Choose Speech Topics Easily
AKA How to defeat pre-filtering
This is one of the most common issues we hear about on a regular basis. This page will get rid of that problem for you permanently.

Pre-filtering is the practice of rejecting your own ideas before you give them shape. Unfortunately, it is a very, very common practice.
Why do we pre-filter? We are predisposed to thinking that what we can say isn't important and nobody will care. It is a side-effect of low self-esteem. I've even heard people say, "[topic] matters to me, but I don't think anybody else will care about it."
To avoid the embarrassment of delivering a speech that nobody cares about, young speakers, writers, and artists will often reject their ideas as soon as they get them. By doing it again and again, they reinforce the behavior, until they're left with "nothing to talk about".
Of course, the real issue might be that they are negatively biased towards themselves.
How could I know if my topic isn't interesting to others? I don't know what people think. I barely know what they do in their own lives. This is my own low self-esteem that is preventing me from practising my art and becoming better.
One of the easiest mindset-shifts I preach is this: change the problem to a challenge. Instead of thinking, "this won't be interesting to anyone", ask "how do I make this interesting?"
What you have for sharing is important. Don't think that your ideas aren't worth exploring.
The sections below will teach you methods to choose topics easily.

This is the method I use myself for creating speeches, and it is the method I teach most often.
POSE stands for Person, Object, Self, Event.
Simply put, in any speech you can only talk about a living thing or a non-living thing. In living things, you can either talk about yourself or somebody else. In non-living things, you can either talk about an tangible (object) or a non-tangible (event).
From each category of P O S E , choose one example that you care about, and write a speech about that. This gives you 4 speech topics to choose from.
For example, with persons, I can choose my mother, because I love her. I can also choose Isaac Newton, because he is a historical figure that inspires me. I can choose Rosa Parks, as a figure who made a big change in the world that I appreciate, even though her work might not have directly benefitted me.
For objects, I can choose big objects such as my house or my car, small objects that matter to me like my glasses, or objects of historical significance like The Mona Lisa or The Gateway of India, or objects of general interest such as electricity lines or Sticky Notes.
For the self, I can choose principles. e.g. Don't lie. Make time for self-care. Commit to your work. All good things to talk about. I can also choose dreams or goals. e.g. I want to lose 15 kg. I want to travel the world eating different cuisines. I want to read 26 books a year. I can choose skills or habits, and many more aspects of my life.
Finally for events, there are any number of experiences I can talk about - from concerts and weddings to a normal workday or buying groceries on the way home. See the Victim/Witness section below for more about events.

POSE gives you at least 4 different speech topics. That means you have something to work on for 4 future speeches. This method is also very mutable and expandable. When you start combining different elements, you get even more categories. Some examples of subcategories:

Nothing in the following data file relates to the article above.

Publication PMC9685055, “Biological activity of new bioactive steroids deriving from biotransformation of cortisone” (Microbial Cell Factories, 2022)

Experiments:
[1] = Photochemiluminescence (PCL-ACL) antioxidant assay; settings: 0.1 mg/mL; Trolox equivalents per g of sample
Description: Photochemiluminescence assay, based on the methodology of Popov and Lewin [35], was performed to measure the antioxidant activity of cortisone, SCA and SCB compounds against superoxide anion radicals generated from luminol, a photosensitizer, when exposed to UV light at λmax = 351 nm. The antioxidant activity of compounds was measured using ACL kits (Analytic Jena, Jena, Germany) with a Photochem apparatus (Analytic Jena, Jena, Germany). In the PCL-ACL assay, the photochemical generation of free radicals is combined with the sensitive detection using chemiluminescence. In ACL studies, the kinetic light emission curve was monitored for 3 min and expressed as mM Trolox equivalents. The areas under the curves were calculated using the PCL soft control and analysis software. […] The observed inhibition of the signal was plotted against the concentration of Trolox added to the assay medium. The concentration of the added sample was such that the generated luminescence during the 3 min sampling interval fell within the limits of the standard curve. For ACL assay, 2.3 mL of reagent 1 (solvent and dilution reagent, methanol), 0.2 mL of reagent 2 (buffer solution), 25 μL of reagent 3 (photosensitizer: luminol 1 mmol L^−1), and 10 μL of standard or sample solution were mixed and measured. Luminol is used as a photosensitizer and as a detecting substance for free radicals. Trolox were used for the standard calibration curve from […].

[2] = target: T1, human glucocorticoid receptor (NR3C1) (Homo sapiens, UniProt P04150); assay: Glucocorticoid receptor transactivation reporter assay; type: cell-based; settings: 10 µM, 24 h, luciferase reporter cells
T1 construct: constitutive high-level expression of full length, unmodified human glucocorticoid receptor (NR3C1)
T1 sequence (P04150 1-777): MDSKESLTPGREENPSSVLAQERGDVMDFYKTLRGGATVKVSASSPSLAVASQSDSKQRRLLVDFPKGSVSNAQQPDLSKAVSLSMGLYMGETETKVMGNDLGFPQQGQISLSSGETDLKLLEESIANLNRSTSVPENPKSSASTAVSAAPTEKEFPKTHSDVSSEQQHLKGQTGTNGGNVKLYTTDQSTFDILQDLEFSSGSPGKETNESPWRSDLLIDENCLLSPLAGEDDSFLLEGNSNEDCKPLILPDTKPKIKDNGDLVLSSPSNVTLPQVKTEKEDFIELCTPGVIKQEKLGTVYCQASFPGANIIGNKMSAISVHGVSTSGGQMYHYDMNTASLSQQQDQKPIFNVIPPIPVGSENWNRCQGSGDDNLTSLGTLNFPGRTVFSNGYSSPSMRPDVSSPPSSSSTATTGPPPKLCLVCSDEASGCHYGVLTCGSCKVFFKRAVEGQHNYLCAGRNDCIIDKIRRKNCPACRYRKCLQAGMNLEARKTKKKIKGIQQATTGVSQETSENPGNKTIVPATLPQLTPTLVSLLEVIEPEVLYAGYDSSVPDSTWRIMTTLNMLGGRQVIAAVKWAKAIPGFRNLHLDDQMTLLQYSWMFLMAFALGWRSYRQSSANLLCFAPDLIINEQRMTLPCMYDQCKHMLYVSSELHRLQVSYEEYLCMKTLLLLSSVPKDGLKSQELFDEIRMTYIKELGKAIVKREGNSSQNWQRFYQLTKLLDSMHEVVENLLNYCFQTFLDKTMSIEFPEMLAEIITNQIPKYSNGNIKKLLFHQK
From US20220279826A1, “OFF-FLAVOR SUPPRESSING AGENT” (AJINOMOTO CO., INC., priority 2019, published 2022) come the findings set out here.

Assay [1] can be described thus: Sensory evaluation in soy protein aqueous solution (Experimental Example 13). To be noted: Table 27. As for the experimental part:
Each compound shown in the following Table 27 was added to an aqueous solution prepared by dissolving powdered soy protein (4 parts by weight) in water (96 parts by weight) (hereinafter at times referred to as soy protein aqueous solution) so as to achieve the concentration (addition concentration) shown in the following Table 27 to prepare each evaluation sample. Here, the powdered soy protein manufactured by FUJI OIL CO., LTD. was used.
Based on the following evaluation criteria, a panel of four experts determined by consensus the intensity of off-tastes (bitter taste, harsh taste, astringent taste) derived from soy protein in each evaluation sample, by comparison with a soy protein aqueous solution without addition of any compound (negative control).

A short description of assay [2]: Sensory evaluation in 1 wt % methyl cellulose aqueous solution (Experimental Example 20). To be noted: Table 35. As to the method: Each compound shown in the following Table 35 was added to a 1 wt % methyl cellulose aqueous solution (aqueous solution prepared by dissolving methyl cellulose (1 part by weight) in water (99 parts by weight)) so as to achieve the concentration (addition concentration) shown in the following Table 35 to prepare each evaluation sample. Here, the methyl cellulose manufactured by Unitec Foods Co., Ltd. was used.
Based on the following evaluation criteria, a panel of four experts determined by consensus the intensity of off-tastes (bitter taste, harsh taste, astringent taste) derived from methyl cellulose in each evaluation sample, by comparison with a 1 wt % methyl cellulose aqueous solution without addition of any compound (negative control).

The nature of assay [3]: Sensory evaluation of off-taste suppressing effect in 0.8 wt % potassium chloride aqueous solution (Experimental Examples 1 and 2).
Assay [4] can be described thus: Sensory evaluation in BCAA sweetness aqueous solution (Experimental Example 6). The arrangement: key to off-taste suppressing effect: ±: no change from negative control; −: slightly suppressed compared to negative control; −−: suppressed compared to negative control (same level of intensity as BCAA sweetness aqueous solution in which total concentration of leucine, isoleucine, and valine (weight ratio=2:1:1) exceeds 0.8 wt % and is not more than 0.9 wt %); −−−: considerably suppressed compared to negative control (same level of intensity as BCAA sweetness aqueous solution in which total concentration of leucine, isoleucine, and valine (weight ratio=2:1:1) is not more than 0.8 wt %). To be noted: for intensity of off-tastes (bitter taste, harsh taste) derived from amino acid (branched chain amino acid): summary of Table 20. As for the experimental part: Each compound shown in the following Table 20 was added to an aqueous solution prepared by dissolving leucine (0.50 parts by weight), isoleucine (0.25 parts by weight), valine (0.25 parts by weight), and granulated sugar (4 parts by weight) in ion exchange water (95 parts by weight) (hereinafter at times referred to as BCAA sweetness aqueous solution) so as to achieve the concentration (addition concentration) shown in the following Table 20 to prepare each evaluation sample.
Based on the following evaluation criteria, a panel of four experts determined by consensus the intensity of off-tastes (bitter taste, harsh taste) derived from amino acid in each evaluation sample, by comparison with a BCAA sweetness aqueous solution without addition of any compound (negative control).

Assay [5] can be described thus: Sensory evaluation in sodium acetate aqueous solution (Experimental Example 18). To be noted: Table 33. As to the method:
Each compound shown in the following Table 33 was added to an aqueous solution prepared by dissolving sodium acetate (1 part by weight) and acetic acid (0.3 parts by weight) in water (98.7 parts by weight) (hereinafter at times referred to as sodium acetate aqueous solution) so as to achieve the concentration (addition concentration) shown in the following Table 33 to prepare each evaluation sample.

• Person + Self = Relationship
  • Object + Self = Goal or Transaction
  • Event + Self = Experience or Inference
  • Object + Event = Adventure
  • Event + Event = Coincidence or Pattern
  • Self + Self = Belief
  • ...and many more. Can you come up with more?

DTM Aalap shared this method at Division A's Apricot event on 21st September, 2019. In this method, he says that you can either talk about:
  • something that happened to you, i.e. something you were a victim of
  • something that happened that you saw i.e. something you witnessed
For example, imagine you are travelling by bus, and you had to run to catch it. That is something you were a victim of, and you can create speeches out of that experience. Some ideas from this example:
  1. 1.
    Buses operate on a schedule, and we have to work around these schedules.
  2. 2.
    If you're late in the morning, you might have to run and potentially put yourself in danger.
  3. 3.
    Buses are overcrowded in India. There are so many people here. Overpopulation is a problem.
  4. 4.
    Buses are overcrowded in India. It is an uncomfortable yet convenient way of travel.
  5. 5.
    ...and many more.
Sticking to the same example, imagine you were travelling by bus and you happened to see a bike on the road. The biker looked interesting to you. You witnessed them. You can talk about that, wondering about what their life is like.
Or you saw a fruit seller give an apple to a child for free, and you witnessed it. Some ideas from this example:
  1. 1.
    Kindness is not the monopoly of the rich.
  2. 2.
    The health benefits of apples.
  3. 3.
    Children are precious and we should care for them.
  4. 4.
    ...and many more.
Speeches are an experience in their own right. When you talk about something you were a victim of or something you witnessed, you are sharing an experience you had. You give that experience to other people, inviting them to feel the same way you do. That is what community is all about.

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On this page
The Real Issue is Pre-Filtering
My Method: POSE
Why I love this method
A Method from Aalap Mehta, DTM: Victim/Witness